Paradise by the Patchogue Ferry: One Hundred Years on Fire Island


FIRE ISLAND: A century in the life of an American paradiseby Jack Parlett

The few times I visited Fire Island, wearing glasses and pale, I felt out of place. Poet Jack Parlett, who describes himself as an “otter” or perhaps a “bear in training” and who also has mixed feelings about paradise, embraces his ambivalence and makes good literature out of it. Its concise, meticulously researched, centuries-spanning chronicle of queer life on Fire Island captures, with a simple yet lyrical touch, the power of the place to stun and shame, to indulge and symbolize evanescence. .

Fire Island, a 32-mile barrier island off the south shore of Long Island less than two hours from Manhattan, can lay claim to centuries of native habitation and “about seventeen different vacation communities”, including Cherry Grove and the Pines, where the strange plot thickens. The “wallflower sensibility” allows Parlett to be a skeptical but definitive narrator of the Fire Island carnival, a diorama that he embellishes with autobiographical asides: “Since I have known myself as a gay man, I have made the unconscious assumption that my own binge drinking habits were related to my sexuality. Quick personal insights transform her book into a hybrid act, a place-based memoir sketching the evolution of a community driven by sexual arrangements.

Parlett is no more optimistic than I about the possibilities of community, even if we yearn for it, but the book’s most practical insight comes when he recounts a therapist’s advice: “When you come across another gay on the street, give her a smile.” Parlett explains, “The queer community has always been adept at keeping up on such looks as they pass by.” To honor the perpetual afterlife of cruising, smile today to a stranger. Gaze for three more seconds. See what happens next.

Parlett entertains us with a grocery list of extras, cameos in a sword-and-sandal psycho-epic. Walt Whitman saw a “wild sea storm” on Fire Island. Claude Lévi-Strauss called it a place of “gay farce”. James Baldwin (who once wrote, “I don’t like bohemians, or bohemians, I don’t like people whose main goal is pleasure”) worked on a project of “Another Country” on Fire Island, where Janet Flanner, Patricia Highsmith and Carson McCullers held a sleazy court. Andy Warhol filmed “My Hustler” on the beach, where Derek Jarman then made a moody, prismatic Super 8 film. Liza Minnelli made a “papal visit” to Fire Island in 2012. I wish I had been transported there to receive the anointing.

James Dean stayed there as a “professional guest”. After her untimely death, poet Frank O’Hara wrote the star’s name as a funeral gesture in the sand of Fire Island. O’Hara himself died there (aged 40) after being hit by a dune buggy. His death reinforced the haunted necropolis status of the island: “The fact that he died on the beach of Fire Island continues to carry, in all its randomness, a sort of mythical weight. That night provides a moment where O’Hara’s own legacy as a beloved gay poet meets the story of a place that would become synonymous with a new kind of sexual citizenship. AIDS has devastated the island; elegiacally, Parlett placed poets (from Whitman and O’Hara to Melvin Dixon, Reginald Shepherd and Assotto Saint) at the center of the paradoxical story of Fire Island, a knotted skein of pestilence and paradise.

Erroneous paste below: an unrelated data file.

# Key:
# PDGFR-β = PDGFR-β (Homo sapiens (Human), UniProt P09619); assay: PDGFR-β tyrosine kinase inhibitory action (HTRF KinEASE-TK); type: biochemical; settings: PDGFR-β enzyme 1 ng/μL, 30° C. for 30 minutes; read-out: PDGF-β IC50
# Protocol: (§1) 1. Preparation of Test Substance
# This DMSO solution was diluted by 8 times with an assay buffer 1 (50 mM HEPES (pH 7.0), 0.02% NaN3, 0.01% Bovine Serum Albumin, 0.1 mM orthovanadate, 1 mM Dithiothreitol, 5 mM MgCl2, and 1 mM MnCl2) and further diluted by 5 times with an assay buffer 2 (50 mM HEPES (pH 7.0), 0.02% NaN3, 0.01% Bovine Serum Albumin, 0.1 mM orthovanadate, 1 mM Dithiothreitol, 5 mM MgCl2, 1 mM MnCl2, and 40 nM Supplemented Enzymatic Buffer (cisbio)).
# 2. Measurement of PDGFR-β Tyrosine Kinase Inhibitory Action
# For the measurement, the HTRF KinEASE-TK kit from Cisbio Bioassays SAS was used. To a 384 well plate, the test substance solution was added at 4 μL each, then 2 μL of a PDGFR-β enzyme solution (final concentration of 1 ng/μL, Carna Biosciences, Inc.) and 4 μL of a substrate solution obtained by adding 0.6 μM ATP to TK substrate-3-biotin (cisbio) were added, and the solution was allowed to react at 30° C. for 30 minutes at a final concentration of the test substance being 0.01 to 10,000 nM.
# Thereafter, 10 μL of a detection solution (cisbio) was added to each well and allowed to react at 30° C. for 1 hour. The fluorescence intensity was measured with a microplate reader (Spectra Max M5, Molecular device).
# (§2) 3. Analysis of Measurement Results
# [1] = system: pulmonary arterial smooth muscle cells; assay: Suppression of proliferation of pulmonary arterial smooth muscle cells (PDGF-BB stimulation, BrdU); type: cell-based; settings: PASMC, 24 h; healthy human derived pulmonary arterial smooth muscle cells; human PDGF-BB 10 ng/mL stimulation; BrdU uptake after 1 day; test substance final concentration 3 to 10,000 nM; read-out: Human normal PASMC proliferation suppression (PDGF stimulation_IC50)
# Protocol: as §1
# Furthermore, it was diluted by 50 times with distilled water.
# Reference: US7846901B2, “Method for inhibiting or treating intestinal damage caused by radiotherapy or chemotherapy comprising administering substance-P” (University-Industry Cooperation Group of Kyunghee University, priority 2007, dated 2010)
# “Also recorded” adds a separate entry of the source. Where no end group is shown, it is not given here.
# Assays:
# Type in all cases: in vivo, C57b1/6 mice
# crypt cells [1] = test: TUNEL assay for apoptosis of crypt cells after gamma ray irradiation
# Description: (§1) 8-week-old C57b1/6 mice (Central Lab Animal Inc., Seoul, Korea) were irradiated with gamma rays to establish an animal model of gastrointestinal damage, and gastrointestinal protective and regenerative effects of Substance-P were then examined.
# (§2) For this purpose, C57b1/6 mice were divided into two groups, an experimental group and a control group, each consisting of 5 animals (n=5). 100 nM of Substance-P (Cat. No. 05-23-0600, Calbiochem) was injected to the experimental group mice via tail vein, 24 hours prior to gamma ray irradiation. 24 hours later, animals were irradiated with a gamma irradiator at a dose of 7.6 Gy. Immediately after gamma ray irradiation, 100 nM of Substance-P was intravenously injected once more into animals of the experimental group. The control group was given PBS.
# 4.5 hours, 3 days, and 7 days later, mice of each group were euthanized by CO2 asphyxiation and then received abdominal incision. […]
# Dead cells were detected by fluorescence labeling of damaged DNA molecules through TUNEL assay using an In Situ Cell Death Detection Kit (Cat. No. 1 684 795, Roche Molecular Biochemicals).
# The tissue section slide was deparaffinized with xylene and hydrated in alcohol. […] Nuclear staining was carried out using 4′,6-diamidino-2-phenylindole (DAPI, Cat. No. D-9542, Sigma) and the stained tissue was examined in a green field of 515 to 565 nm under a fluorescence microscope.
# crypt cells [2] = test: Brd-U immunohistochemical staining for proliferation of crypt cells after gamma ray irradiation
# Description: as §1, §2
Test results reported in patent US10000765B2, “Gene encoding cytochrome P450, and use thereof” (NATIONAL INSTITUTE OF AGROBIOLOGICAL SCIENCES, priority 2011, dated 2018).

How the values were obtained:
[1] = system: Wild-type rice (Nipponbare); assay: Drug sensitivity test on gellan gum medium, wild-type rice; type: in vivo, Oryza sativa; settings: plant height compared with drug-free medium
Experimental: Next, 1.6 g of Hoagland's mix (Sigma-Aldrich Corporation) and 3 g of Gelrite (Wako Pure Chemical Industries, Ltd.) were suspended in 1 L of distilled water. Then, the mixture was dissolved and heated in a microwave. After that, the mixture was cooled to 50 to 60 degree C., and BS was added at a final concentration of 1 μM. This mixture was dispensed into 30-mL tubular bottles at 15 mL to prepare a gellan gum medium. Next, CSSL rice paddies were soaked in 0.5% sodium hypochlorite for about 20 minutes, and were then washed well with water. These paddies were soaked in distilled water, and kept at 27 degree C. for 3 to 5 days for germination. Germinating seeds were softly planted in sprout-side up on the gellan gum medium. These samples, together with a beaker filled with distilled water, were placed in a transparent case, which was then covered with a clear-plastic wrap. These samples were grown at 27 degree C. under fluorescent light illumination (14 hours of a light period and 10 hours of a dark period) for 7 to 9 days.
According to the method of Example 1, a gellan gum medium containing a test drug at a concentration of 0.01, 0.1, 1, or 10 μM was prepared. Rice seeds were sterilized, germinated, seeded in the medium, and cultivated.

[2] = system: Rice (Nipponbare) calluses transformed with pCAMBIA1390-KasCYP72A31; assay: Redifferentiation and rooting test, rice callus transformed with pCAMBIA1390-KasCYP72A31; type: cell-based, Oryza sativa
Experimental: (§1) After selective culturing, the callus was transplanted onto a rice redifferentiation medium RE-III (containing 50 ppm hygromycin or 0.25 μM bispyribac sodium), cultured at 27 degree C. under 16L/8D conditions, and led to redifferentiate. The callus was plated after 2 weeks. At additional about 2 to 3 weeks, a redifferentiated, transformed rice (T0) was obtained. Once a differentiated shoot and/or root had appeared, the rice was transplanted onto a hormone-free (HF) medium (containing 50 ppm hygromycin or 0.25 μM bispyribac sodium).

Parlett is quick-witted about gentrification, class, racism, and “structural privilege” built into the style of Fire Island, a hegemonic strand. The avant-garde 1970s newspaper, Fag Rag, forbade Fire Island from being mentioned “in poems submitted for publication”, but Parlett reminds us not to stereotype Fire Island, which contains diverse backgrounds: “It Interestingly, when people use ‘Fire Island’ as shorthand for bad gays, they’re usually talking about the Pines, rather than the more mixed and relaxed Cherry Grove. He pays filial attention to the archives and table talk of queer elders; cross-generational wisdom gives its tale its twilight bite. Delay and regret tint any point of view turned towards this oasis: “Fire Island always makes me think of Balbec”, he admits, referring to Proust’s own brand of seaside Elysium. To such lost destinations, we gaze with drunken lunar longing: “I felt the pull of heaven thinking.”

At its best, this book stages a searing yet incisive meditation on community, “ecological precariousness,” and the fleeting connections between place and sexuality. The island is evolving, its tired fixities metamorphosing into bold new positions: recently radical art projects (sponsored by the arts organization BOFFO) have brought in writers, artists and performers such as Sam Ashby, Leilah Babirye, Kia LaBeija and Jeremy O. Harris in this sandbar, a place eloquently described by Andrew Holleran as “thin as a parenthesis.” Expand on the thin addendum – maybe that’s the moral of the book. Extend the parenthesis of paradise to accommodate more of your messy heart. Parlett’s prose is never messy; its well-timed pulsations bring the light of the beach to the page.

Wayne Koestenbaum’s most recent book is “Ultramarine”, the third volume of his trilogy of trance poems.

FIRE ISLAND: A century in the life of an American paradise, by Jack Parlett | Illustrated | 269 ​​pages | Press Place de Hanover | $27.99

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